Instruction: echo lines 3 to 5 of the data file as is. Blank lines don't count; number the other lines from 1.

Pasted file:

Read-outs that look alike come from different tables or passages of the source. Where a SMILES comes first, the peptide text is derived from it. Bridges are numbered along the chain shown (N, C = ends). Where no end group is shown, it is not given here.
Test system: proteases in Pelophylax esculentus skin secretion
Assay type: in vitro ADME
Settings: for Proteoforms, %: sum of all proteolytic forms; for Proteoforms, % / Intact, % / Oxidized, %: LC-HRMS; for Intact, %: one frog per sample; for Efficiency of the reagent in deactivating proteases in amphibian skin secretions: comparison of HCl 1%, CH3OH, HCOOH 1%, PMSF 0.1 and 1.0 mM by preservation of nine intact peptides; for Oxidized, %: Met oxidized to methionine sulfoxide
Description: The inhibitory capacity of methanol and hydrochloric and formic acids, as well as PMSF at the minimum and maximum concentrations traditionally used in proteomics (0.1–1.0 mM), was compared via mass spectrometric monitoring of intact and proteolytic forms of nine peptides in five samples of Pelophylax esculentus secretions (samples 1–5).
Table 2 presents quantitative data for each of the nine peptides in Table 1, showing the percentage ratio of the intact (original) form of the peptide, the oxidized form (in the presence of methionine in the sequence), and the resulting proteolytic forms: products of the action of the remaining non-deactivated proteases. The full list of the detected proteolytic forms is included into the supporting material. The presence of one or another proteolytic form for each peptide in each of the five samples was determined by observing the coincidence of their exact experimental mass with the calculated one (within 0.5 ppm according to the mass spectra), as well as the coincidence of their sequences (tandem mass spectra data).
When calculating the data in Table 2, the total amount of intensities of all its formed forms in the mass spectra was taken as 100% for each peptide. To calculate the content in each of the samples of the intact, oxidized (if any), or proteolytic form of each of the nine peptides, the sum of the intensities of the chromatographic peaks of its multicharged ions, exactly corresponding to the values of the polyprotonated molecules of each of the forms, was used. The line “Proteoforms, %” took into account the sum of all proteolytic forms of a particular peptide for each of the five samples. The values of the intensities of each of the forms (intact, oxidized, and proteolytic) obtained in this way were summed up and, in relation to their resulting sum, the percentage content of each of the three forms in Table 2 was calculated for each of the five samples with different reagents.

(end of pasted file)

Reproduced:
Assay type: in vitro ADME
Settings: for Proteoforms, %: sum of all proteolytic forms; for Proteoforms, % / Intact, % / Oxidized, %: LC-HRMS; for Intact, %: one frog per sample; for Efficiency of the reagent in deactivating proteases in amphibian skin secretions: comparison of HCl 1%, CH3OH, HCOOH 1%, PMSF 0.1 and 1.0 mM by preservation of nine intact peptides; for Oxidized, %: Met oxidized to methionine sulfoxide
Description: The inhibitory capacity of methanol and hydrochloric and formic acids, as well as PMSF at the minimum and maximum concentrations traditionally used in proteomics (0.1–1.0 mM), was compared via mass spectrometric monitoring of intact and proteolytic forms of nine peptides in five samples of Pelophylax esculentus secretions (samples 1–5).